Saturday, May 26, 2007

Pros and Cons

Five unexpected things I miss about San Francisco while being here in Spain, (thus not counting the obvious like seeing my friends and my cats). Another description might be - "things I had always taken for granted, but hopefully will be less likely to do so when I get back".

  1. Playing the piano
  2. The view of the city and the Bay Bridge from my bedroom window
  3. Living just half a block from Dolores Park, so that for instance, if there is a demonstration or festival of some kind, I can hear the music right from my place and go check it out, or not.
  4. Watching "The Daily Show" and "The Colbert Report" every night before going to bed
  5. The actual physical proximity of all of my books, so that I can just hop up and check something if needs be.

There's a certain irony about this list, as - for example - I don't think I'd seriously played the piano more than a couple of times between Christmas and March, and now I feel the need to almost like a physical ache.

Five unexpected pleasures while in Spain:

  1. The enormously satisfying sense of achievement upon accomplishing some perfectly everyday task, which would be mundane to the point of boring at home, such as sending a package to the U.S., buying an alarm clock, or figuring out how the subway system works. Conducted in a different language, in a foreign location, these become successes to take pride in.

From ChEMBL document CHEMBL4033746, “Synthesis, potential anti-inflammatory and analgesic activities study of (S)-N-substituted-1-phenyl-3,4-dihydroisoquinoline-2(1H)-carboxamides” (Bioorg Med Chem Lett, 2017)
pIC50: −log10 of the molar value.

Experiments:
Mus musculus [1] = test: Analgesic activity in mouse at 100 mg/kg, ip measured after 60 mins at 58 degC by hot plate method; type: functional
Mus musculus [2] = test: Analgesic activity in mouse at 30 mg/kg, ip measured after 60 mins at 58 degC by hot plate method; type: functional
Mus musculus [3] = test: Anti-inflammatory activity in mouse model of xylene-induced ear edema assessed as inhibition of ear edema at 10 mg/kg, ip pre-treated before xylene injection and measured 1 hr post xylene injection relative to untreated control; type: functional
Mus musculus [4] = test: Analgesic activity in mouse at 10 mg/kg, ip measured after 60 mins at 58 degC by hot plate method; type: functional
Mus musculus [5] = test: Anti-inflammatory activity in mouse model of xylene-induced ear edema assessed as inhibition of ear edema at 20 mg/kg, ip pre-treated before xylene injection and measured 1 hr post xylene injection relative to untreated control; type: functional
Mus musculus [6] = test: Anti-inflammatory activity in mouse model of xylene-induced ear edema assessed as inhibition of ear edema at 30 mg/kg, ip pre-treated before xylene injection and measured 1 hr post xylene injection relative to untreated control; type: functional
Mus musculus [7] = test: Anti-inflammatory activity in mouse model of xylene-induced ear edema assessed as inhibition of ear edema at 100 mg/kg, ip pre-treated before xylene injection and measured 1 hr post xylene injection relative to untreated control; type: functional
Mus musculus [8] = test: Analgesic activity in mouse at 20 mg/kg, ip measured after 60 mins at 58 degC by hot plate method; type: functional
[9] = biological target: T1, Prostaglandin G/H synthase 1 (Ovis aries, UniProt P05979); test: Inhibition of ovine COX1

2. Rediscovering a sense of adventure that had been fairly deeply buried and accessing it to overcome my sense of reserve about talking to strangers, trying new foods and experiences.
  3. The ice-cream (I know; from the sublime to the ridiculous, but - God - it's just so freaking good)
  4. Discovering that I, a night-owl who always struggled with the earlybird aspects of American life, am - by comparison - a regular morning person here in España. In this aspect, at least, I am back among my own people.
  5. The sheer joy I take in learning Spanish, and I don't use the term "joy" lightly. My personality type (INTJ), if one can believe the stuff that is written about such types (and I think a grain of salt is well-advised), delights in making connections among the different components of any system. And of course, ultimately, that is what mastering a language is all about. So perhaps it's not surprising that I get such a kick out of it. What I had forgotten, until coming here, was just how big of a kick it is.

I suspect 1 and 2 are pleasures that are experienced by almost anyone living abroad for any length of time, 5 if they have the inclination.

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